OS X 10.1 update boasts strong native software support and a host of additional features.
Two big features that Mac OS 9 users enjoyed but that were inexplicably left out of the original 10.0 release were DVD playback and the ability to burn CDs easily from within the Finder. Burning from the Finder has now been added to 10.1 (including DVD burning) and the DVD player sports a new look and plays back movies without missing a beat.
The Finder has been improved in several ways. Long file names can wrap around to a second line, in Column View columns can be resized, the window toolbar can be customised in more ways and, most importantly, the Finder is more responsive. As a whole, 10.1 feels a little faster than 10.0, especially when opening applications and using menus. Stability and performance when running Classic (OS 9 and earlier) applications under OS X has been improved.
The Dock can now be moved from the bottom of the screen to either the left or right, applications like iTunes are bundled, you can select how many recent items show in the apple menu, and the 10.1 menu bar can display icons for battery life, AirPort signal strength, audio, display and modem connection settings right next to the time display. Something also much welcomed is Mac OS X 10.1's support for networking with Windows networks without the need for third-party software. There are now over 1400 programs written to take advantage of OS X's benefits, with companies like Adobe reportedly holding off their new OS X-savvy titles until the release of 10.1.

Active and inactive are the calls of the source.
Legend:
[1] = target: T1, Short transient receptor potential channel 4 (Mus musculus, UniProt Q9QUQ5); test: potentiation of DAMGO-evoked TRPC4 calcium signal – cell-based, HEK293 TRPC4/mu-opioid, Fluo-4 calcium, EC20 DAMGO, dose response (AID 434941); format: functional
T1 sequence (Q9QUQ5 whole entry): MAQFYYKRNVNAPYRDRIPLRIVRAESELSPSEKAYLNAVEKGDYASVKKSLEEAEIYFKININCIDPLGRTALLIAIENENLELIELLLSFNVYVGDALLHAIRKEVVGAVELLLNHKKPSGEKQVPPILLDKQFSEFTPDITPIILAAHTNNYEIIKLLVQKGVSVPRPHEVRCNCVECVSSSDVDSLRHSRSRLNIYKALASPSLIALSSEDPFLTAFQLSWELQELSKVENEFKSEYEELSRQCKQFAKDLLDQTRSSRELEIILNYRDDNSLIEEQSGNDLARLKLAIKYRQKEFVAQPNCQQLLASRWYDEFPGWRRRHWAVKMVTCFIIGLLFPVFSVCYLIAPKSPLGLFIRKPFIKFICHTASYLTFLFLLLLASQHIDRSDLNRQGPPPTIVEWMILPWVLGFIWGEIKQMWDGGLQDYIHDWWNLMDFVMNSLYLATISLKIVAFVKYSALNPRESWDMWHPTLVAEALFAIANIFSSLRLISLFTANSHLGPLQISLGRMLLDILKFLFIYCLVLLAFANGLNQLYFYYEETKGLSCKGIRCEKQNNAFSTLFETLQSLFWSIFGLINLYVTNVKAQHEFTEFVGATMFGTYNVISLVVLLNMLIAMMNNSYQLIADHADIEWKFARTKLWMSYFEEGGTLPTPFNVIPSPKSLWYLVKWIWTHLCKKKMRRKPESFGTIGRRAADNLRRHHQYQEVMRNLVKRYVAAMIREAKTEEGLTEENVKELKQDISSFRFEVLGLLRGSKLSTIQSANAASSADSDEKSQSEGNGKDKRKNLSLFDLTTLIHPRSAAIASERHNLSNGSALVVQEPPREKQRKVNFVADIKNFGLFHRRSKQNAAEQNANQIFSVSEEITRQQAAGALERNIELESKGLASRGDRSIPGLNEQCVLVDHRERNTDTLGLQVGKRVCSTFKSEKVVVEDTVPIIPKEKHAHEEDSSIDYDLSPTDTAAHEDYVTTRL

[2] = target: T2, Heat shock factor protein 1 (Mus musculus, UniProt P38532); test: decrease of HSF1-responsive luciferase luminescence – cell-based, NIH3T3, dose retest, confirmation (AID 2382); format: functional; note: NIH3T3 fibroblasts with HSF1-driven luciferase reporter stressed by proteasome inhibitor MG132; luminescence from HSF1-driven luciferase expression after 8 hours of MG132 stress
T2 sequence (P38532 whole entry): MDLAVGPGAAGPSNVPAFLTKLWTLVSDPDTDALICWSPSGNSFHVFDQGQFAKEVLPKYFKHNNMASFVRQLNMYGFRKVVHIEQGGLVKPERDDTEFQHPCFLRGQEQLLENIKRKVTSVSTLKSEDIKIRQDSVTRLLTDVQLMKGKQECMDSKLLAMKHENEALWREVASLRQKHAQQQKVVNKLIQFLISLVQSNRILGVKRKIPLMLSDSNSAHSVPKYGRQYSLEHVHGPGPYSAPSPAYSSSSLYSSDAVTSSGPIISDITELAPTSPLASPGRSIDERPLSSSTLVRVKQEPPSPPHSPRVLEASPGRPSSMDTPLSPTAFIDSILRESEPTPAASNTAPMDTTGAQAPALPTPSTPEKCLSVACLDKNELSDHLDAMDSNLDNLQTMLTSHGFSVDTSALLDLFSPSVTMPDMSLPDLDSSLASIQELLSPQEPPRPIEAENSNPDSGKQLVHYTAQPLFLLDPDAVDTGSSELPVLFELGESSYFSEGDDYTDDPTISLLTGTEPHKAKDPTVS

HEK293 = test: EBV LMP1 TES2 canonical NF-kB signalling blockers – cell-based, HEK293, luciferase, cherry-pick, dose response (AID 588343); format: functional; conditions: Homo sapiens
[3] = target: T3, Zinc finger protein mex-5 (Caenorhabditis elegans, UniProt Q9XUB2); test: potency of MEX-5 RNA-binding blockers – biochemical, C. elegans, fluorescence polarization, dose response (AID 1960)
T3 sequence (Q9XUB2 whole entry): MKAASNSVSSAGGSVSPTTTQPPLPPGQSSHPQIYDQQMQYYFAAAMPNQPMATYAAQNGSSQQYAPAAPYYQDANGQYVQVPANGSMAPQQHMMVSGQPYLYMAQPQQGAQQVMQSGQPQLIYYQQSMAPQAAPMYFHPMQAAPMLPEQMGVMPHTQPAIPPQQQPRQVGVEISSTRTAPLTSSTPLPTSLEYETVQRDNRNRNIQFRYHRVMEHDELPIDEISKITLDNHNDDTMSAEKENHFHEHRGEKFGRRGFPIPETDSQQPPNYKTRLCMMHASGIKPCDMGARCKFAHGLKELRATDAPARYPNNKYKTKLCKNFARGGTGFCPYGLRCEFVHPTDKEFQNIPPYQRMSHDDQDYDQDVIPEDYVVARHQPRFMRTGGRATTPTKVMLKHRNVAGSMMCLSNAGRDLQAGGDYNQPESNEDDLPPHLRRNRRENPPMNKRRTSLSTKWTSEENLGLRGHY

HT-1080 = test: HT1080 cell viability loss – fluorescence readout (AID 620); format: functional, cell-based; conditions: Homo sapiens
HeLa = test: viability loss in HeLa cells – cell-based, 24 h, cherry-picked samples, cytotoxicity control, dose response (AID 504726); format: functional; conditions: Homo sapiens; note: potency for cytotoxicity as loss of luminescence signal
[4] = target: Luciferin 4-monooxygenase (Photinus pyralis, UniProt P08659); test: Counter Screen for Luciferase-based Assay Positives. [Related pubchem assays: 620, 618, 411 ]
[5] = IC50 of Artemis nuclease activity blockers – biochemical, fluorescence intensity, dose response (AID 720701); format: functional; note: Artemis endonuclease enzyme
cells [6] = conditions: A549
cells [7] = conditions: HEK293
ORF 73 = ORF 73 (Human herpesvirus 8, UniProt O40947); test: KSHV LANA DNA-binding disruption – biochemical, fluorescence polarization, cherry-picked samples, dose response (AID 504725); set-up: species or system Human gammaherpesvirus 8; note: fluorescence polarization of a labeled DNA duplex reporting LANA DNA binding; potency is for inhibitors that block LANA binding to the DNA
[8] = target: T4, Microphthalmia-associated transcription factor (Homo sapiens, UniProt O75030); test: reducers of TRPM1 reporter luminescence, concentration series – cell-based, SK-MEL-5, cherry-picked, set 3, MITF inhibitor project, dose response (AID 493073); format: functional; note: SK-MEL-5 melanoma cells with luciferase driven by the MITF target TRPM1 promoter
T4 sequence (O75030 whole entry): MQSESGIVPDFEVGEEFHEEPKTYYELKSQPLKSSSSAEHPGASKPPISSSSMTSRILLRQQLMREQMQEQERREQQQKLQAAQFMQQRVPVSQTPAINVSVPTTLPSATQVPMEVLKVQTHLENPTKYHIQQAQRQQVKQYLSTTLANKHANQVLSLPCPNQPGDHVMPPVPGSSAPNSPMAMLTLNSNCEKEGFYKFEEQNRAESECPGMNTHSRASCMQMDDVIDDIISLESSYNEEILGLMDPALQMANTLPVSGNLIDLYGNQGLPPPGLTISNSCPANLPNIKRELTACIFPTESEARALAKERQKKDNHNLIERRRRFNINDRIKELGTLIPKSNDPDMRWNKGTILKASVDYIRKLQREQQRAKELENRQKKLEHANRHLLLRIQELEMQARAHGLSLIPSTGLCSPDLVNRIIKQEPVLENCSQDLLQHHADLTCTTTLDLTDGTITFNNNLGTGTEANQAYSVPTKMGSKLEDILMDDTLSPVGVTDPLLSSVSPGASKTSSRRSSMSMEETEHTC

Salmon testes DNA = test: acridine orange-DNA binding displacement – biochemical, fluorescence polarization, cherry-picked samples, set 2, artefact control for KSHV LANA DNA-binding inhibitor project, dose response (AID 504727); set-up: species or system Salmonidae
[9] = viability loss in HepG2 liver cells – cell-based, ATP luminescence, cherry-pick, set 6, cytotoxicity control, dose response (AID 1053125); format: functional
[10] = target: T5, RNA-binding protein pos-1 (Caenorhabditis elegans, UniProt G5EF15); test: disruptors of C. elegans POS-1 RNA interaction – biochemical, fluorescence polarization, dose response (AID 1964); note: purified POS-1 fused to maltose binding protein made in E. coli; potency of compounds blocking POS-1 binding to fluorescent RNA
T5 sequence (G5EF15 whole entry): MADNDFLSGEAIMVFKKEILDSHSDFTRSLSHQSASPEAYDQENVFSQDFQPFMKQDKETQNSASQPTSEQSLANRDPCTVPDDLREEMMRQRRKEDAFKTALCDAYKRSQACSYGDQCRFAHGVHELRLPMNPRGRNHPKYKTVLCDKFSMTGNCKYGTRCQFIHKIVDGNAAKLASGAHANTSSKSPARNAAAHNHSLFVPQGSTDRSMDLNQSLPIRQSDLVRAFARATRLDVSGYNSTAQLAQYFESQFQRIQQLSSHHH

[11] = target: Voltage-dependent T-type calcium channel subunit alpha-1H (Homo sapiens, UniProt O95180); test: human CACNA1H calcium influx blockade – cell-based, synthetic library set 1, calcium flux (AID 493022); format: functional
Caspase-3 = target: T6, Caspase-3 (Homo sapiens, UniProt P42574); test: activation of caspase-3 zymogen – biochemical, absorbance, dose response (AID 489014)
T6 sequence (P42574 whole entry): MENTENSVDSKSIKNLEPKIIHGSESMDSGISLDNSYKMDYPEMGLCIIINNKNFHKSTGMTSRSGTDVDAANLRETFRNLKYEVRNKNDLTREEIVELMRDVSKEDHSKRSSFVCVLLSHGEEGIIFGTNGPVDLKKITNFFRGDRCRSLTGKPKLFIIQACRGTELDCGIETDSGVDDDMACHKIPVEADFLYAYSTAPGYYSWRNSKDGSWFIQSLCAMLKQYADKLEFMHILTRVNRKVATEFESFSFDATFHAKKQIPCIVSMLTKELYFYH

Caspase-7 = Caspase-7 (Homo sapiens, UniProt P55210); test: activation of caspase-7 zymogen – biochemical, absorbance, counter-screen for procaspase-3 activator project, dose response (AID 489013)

10.1 has a suggested retail price of $229 for new users, but existing Mac OS X users can upgrade using the standard Mac OS up-to-date program for $19.95. A free instant up-to-date upgrade kit for existing Mac OS X users was available until 31 October, and may still be if stocks are available at resellers.
Mac OS X 10.1
Apple; Price: $229 for new users/$19.95 for upgrade; Phone: 13 3622; URL: www.apple.com.au